First section of walk-bike path nearly done | News | The Press and Standard

by | June 29, 2017 5:00 am

Last Updated: June 28, 2017 at 11:52 am

The initial section of the ACE Trail in Green Pond, a walking-biking trail, is nearing completion.

Colleton County Planning Director Philip Slayter, says that workers from Graham County Construction Co. of North Carolina are expected to be finished with the first 1.83-mile section of the trail in about a week.

“The trail represents another example where the county has undertaken an effort to implement one of the key recommendations in Bicycle and Pedestrian Master Plan,” says Slayter. Council members adopted the plan in May of 2015.

Since the master plan was adopted, the county has been trying to secure funding for sidewalk installation with several projects set to start.

“The trail represents a much bigger project,” Slayter said. “It will serve both as a way for people to walk or ride from one place to another in the Green Pond area. As the trail expands, eventually reaching the outskirts of Walterboro,” he added, “It will become more of a recreational amenity.”

The ACE Trail is being constructed on the abandoned rail bed of the old Atlantic Coastline Railroad, that once carried rail traffic between Hampton and Green Pond. Between Walterboro and Green Pond, the trail will run parallel to Green Pond Highway (S.C. 303).

The rail-line was abandoned in the 1980’s and then jointly purchased by Colleton County and Walterboro.

The portion of the line owned by the two governments, slated to become part of the ACE Trail, runs from Folly Creek Lane in Green Pond to near the intersection of Rivers Street and Robertson Boulevard in Walterboro.

The portion of the rail line that travels through the city limits is owned by CSX.

The abandoned rail-line has laid fallow for some time, but thoughts to turn it into a walking-biking trail have been around for years.

Those ideas took on substance when the South Carolina Department of Parks, Recreation and Tourism and Colleton Transportation Committee provided a total of $130,000 in funds to cover the first phase.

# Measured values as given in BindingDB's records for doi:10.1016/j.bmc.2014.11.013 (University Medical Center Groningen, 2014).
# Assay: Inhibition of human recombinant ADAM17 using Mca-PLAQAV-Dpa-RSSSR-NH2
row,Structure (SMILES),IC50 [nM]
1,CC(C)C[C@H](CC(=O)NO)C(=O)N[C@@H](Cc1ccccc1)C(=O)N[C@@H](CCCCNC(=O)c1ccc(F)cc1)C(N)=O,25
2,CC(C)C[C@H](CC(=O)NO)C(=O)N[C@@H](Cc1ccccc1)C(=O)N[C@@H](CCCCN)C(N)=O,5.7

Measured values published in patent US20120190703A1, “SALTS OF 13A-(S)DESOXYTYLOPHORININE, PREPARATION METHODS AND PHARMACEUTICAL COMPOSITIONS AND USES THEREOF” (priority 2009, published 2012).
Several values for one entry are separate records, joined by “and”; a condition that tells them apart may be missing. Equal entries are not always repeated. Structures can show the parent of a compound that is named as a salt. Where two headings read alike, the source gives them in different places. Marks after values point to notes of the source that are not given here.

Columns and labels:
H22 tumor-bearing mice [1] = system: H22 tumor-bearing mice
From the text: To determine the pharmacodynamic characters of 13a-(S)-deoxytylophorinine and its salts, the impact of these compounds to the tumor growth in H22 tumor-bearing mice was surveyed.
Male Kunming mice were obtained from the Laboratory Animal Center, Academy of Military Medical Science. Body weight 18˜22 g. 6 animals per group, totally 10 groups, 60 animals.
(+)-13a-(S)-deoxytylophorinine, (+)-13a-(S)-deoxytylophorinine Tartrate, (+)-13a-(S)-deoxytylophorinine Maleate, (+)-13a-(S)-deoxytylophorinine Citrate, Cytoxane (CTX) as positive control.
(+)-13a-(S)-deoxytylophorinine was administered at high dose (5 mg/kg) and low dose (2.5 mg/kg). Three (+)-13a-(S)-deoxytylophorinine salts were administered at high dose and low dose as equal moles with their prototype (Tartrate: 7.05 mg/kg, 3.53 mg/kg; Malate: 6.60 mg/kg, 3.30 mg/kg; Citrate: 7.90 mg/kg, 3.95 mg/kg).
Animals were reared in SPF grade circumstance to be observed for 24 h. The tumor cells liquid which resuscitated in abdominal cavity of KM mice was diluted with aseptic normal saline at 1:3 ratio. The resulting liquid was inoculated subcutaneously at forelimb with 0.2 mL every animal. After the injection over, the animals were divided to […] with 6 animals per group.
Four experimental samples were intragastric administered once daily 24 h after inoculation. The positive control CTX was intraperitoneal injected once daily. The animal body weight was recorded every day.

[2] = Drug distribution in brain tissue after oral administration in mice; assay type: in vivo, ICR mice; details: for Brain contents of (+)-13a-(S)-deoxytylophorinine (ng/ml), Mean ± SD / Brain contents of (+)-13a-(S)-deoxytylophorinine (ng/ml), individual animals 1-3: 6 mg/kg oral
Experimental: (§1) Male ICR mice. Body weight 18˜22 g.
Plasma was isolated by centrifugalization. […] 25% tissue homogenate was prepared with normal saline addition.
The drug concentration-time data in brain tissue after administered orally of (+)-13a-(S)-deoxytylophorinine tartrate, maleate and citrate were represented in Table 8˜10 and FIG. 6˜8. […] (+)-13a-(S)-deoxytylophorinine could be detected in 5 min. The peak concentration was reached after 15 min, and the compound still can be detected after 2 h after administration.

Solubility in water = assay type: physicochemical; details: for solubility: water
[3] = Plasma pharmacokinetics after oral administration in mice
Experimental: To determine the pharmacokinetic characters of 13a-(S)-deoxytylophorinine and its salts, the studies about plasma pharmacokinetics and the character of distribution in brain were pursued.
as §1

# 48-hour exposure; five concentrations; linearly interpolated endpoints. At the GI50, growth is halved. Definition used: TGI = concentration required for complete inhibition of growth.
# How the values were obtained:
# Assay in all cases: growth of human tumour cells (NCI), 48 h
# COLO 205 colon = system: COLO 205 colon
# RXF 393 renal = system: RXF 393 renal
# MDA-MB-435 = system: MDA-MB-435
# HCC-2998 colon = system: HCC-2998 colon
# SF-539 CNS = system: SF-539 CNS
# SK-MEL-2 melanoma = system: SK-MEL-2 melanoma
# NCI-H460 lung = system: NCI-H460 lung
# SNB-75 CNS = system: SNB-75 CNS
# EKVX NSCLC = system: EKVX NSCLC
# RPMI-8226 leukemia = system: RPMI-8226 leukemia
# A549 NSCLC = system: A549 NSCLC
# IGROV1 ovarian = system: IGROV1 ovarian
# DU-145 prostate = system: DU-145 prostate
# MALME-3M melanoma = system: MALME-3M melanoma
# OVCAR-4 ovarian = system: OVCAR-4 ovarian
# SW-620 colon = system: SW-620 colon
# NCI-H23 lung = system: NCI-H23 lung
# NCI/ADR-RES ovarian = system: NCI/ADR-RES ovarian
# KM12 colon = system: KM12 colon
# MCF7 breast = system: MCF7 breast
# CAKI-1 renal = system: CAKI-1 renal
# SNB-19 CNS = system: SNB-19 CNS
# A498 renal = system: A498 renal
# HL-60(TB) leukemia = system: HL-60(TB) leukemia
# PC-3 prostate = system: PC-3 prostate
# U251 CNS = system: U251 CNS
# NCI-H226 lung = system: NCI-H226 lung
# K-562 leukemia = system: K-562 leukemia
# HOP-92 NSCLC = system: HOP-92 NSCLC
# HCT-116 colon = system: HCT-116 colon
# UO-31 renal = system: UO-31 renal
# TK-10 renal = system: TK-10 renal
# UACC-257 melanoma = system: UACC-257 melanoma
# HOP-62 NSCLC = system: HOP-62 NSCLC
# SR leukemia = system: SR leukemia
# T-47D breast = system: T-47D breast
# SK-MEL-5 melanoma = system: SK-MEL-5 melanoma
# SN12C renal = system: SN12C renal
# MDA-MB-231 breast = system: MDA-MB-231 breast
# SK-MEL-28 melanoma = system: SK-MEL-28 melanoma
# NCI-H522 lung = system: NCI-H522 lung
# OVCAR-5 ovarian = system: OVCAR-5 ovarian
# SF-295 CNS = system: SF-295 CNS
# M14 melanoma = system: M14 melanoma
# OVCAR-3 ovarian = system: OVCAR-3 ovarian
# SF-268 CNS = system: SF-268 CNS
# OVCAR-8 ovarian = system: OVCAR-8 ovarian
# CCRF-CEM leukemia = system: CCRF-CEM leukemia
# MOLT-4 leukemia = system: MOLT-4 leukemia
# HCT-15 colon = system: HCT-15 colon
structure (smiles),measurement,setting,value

That amount was expected to cover the contract for the first section, but when the bids were opened, the price was $180,000. County officials decided to use local funds to cover the funding shortfall.

Slayter said one of the main reasons the bids were above the estimate was that the clearing and grubbing proved to be more involved than anticipated.

The county has developed a working relationship with Graham County Construction. The company has worked on several road projects for the county, including the improvements to Bama Road. “They have done good quality work and have consistently been the low bidder,” Slayter said.

In addition to clearing the rail bed of vegetation and other obstacles, the company thinned out the tree line between the trail and Green Pond Highway.

Once the rail bed surface was prepared, the workers laid down a layer of number four stone (about the side of a half-dollar) to form the eight-foot-wide trail.

Once the first section is finished and open, Slayter said, basic rules apply. It will be open from dusk to dawn and its use will be monitored by the Colleton County Sheriff’s Office.

At the four driveways that cross the trail, workers will install bollards that will alert the walkers and bikers of the approaching driveway, as well as keeping motorized vehicles from entering the trail, where they are not allowed.

Slayter said that the section nearing completion was the first work undertaken because it “was the least complicated and least overgrown.” It also is at the Green Pond end of the trail.

He hopes that before this year ends, the county will be able to undertake the work to turn a three-acre parcel of land near Folly Creek Lane into a parking area for the trail. It is anticipated that county work crews will be able to do much of that work.

He pointed out that the next possible stage, which would take the trail from its current end to closer to Ritter Road, has more foliage, steeper banks and a small railroad bridge that will mean more work and more costs.

Slayter said the start of work on the next stage of the trail is probably several years away. The state’s Department of Parks, Recreation and Tourism is not expected to have new money for grants until 2019 or 2020.

Since work to begin establishing the new trail started, Friends of the ACE Trail, a non-profit support organization, has been formed. They maintain a web site, www.ACEtrail.org, to get people engaged and interested in the trail.

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